Nader announced that he and Gonzalez would not seek the Green Party nomination but would run as independents. On March 4, 2008, Gonzalez announced that he had left the Green Party and had changed his voter registration to independent. The change, he said, was to accommodate states, including Delaware, Idaho and Oregon, that did not allow members of political parties to run as independents.
On October 18, 2008 Gonzalez and Nader held a large protest on Wall Street following the passage of the Troubled Asset Relief Program. Their opposition to the bailout was a key issue of the Nader/Gonzalez campaign, in contrast to the Democratic and Republican Party candidates who supported the bill.
Gonzalez participated in the third party vice-presidential debates, along with Constitution Party vice-presidential candidate Darrell Castle and Libertarian Wayne Allyn Root, held in Las Vegas, on November 2, 2008. The event was hosted by Free and Equal.org and Free & Equal Elections (FREE), an organization of political parties, independent citizens and civic organizations formed to promote free and equal elections in the United States.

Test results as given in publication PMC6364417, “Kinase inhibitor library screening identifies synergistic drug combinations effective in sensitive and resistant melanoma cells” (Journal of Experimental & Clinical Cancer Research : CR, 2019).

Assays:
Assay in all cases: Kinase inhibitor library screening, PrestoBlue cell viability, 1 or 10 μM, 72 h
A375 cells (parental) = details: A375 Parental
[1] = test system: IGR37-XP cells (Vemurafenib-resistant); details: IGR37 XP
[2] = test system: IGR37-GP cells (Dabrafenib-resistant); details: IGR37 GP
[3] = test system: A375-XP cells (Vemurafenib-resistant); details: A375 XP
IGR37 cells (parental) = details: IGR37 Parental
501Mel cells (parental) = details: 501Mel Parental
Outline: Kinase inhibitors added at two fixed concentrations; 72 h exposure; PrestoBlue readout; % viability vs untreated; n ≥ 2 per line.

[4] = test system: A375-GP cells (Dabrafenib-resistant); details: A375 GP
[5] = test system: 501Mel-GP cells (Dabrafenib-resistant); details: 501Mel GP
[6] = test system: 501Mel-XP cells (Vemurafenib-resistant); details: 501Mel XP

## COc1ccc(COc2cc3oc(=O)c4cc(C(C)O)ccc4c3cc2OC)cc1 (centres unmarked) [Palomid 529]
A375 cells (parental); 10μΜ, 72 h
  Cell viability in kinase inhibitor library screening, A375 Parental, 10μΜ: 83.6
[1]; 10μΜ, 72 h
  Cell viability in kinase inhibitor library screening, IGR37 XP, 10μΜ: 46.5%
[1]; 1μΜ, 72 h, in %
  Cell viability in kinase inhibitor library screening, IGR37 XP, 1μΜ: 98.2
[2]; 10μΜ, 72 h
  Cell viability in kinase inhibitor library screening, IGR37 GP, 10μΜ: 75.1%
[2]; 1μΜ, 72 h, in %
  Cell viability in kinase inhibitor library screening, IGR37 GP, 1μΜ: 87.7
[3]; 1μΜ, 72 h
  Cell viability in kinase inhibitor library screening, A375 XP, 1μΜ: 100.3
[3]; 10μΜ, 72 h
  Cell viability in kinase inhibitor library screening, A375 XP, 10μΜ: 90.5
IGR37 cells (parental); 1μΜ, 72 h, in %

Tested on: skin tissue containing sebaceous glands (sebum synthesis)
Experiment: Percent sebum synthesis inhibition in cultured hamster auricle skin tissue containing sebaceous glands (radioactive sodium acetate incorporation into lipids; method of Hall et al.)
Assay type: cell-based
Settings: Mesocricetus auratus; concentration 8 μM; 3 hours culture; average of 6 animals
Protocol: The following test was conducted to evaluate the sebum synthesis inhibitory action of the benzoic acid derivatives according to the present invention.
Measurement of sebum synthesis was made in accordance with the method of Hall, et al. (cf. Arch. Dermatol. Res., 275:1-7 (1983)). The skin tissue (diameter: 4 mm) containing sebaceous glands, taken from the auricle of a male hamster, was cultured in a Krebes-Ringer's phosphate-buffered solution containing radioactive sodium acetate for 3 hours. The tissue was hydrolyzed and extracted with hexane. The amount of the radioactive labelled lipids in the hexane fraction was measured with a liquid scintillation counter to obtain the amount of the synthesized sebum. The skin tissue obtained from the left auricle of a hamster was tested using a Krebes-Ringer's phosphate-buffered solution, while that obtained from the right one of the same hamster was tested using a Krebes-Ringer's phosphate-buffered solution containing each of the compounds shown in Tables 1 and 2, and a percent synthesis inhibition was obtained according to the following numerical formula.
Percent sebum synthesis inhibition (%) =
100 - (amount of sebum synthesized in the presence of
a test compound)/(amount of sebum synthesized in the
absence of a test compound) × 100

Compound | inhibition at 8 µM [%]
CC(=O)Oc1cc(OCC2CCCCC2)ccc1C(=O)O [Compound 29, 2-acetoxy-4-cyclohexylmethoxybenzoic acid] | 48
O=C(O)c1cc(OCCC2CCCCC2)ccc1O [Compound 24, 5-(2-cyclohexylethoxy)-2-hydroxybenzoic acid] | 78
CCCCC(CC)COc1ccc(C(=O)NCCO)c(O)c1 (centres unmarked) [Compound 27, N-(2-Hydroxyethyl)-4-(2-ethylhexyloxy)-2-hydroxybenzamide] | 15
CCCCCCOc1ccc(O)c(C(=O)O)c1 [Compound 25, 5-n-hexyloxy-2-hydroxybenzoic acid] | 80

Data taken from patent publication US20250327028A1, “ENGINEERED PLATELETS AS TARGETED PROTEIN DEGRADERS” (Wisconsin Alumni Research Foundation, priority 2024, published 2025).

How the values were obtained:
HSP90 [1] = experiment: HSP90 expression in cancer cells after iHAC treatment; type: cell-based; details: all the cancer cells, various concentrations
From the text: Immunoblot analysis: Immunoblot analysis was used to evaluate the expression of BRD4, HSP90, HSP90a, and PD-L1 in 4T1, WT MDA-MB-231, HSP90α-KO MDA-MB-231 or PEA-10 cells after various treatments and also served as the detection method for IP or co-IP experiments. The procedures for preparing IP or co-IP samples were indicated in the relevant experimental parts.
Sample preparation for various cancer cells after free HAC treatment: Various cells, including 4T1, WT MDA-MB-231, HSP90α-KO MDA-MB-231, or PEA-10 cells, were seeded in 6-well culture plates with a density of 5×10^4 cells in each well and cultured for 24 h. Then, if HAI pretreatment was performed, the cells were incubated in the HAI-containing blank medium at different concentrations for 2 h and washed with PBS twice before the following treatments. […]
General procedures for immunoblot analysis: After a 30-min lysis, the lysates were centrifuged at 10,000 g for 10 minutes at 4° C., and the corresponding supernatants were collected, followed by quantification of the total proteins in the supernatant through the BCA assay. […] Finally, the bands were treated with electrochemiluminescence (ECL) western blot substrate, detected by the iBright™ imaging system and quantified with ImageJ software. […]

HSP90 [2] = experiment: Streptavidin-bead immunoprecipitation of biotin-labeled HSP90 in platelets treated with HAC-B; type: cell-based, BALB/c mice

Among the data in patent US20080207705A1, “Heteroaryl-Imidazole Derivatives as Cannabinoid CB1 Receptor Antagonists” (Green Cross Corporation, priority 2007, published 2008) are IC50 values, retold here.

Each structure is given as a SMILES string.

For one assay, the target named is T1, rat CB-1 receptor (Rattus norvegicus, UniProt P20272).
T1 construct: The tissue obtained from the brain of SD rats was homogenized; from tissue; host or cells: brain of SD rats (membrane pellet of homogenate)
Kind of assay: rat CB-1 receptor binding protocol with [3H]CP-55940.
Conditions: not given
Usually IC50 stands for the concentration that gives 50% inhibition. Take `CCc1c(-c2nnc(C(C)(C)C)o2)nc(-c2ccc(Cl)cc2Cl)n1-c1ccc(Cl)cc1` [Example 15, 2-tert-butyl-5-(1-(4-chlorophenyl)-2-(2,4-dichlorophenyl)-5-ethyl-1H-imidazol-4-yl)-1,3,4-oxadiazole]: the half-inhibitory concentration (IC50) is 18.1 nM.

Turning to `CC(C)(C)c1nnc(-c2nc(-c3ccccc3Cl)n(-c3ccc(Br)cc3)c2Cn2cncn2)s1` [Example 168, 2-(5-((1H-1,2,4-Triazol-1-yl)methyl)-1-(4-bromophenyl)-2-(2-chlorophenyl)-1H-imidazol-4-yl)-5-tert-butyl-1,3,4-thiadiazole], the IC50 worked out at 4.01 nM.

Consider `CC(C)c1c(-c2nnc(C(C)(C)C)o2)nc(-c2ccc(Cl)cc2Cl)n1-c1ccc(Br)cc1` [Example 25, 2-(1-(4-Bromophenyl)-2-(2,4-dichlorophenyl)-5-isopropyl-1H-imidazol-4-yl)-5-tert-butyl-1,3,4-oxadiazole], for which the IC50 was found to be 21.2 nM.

In San Francisco, Gonzalez received fewer votes citywide when he ran for vice president in 2008 (3,682) than he received in District 5 (12,743) when he ran for supervisor in 2000.
In February 2011, Jeff Adachi appointed Gonzalez chief attorney in the Public Defender's Office In 2012, Gonzalez was criticized for taking a paid, month-long leave of absence to act as co-counsel for a corporation, Cobra Solutions, in its $16 million lawsuit against San Francisco. This was a violation of the San Francisco Public Defender's office rules of ethics, part of which states, "No employee may provide legal advice or legal representation...to any person or entity other than in the employee's official capacity." In 2016, Gonzalez represented Juan Francisco Lopez-Sanchez in the Kathryn Steinle murder case.